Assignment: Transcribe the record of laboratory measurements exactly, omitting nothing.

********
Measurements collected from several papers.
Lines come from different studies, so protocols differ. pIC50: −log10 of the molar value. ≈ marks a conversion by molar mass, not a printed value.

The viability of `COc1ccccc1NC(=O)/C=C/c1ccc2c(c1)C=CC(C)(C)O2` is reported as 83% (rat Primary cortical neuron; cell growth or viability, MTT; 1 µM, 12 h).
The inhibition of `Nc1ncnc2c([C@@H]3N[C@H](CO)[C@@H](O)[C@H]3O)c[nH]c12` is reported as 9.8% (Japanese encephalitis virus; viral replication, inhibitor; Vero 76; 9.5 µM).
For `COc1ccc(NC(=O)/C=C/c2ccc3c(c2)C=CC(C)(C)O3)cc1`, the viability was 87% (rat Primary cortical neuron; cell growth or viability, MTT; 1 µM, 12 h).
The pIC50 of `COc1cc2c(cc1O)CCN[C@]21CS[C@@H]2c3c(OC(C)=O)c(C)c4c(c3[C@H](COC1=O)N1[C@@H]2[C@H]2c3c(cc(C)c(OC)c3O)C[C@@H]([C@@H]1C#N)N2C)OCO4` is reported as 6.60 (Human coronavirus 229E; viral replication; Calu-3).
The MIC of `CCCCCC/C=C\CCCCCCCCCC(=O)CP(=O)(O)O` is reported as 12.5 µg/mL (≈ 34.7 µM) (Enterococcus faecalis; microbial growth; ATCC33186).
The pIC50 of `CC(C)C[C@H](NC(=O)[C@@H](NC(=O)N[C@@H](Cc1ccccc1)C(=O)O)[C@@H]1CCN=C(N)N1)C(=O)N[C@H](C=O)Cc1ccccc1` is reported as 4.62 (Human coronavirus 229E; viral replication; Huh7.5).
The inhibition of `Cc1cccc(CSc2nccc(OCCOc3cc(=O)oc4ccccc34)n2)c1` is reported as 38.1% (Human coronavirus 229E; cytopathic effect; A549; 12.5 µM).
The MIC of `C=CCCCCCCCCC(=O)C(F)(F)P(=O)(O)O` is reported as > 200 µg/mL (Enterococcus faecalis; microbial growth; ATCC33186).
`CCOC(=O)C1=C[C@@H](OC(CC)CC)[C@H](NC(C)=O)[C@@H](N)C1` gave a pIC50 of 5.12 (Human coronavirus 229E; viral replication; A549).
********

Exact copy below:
Measurements collected from several papers.
Lines come from different studies, so protocols differ. pIC50: −log10 of the molar value. ≈ marks a conversion by molar mass, not a printed value.

The viability of `COc1ccccc1NC(=O)/C=C/c1ccc2c(c1)C=CC(C)(C)O2` is reported as 83% (rat Primary cortical neuron; cell growth or viability, MTT; 1 µM, 12 h).
The inhibition of `Nc1ncnc2c([C@@H]3N[C@H](CO)[C@@H](O)[C@H]3O)c[nH]c12` is reported as 9.8% (Japanese encephalitis virus; viral replication, inhibitor; Vero 76; 9.5 µM).
For `COc1ccc(NC(=O)/C=C/c2ccc3c(c2)C=CC(C)(C)O3)cc1`, the viability was 87% (rat Primary cortical neuron; cell growth or viability, MTT; 1 µM, 12 h).
The pIC50 of `COc1cc2c(cc1O)CCN[C@]21CS[C@@H]2c3c(OC(C)=O)c(C)c4c(c3[C@H](COC1=O)N1[C@@H]2[C@H]2c3c(cc(C)c(OC)c3O)C[C@@H]([C@@H]1C#N)N2C)OCO4` is reported as 6.60 (Human coronavirus 229E; viral replication; Calu-3).
The MIC of `CCCCCC/C=C\CCCCCCCCCC(=O)CP(=O)(O)O` is reported as 12.5 µg/mL (≈ 34.7 µM) (Enterococcus faecalis; microbial growth; ATCC33186).
The pIC50 of `CC(C)C[C@H](NC(=O)[C@@H](NC(=O)N[C@@H](Cc1ccccc1)C(=O)O)[C@@H]1CCN=C(N)N1)C(=O)N[C@H](C=O)Cc1ccccc1` is reported as 4.62 (Human coronavirus 229E; viral replication; Huh7.5).
The inhibition of `Cc1cccc(CSc2nccc(OCCOc3cc(=O)oc4ccccc34)n2)c1` is reported as 38.1% (Human coronavirus 229E; cytopathic effect; A549; 12.5 µM).
The MIC of `C=CCCCCCCCCC(=O)C(F)(F)P(=O)(O)O` is reported as > 200 µg/mL (Enterococcus faecalis; microbial growth; ATCC33186).
`CCOC(=O)C1=C[C@@H](OC(CC)CC)[C@H](NC(C)=O)[C@@H](N)C1` gave a pIC50 of 5.12 (Human coronavirus 229E; viral replication; A549).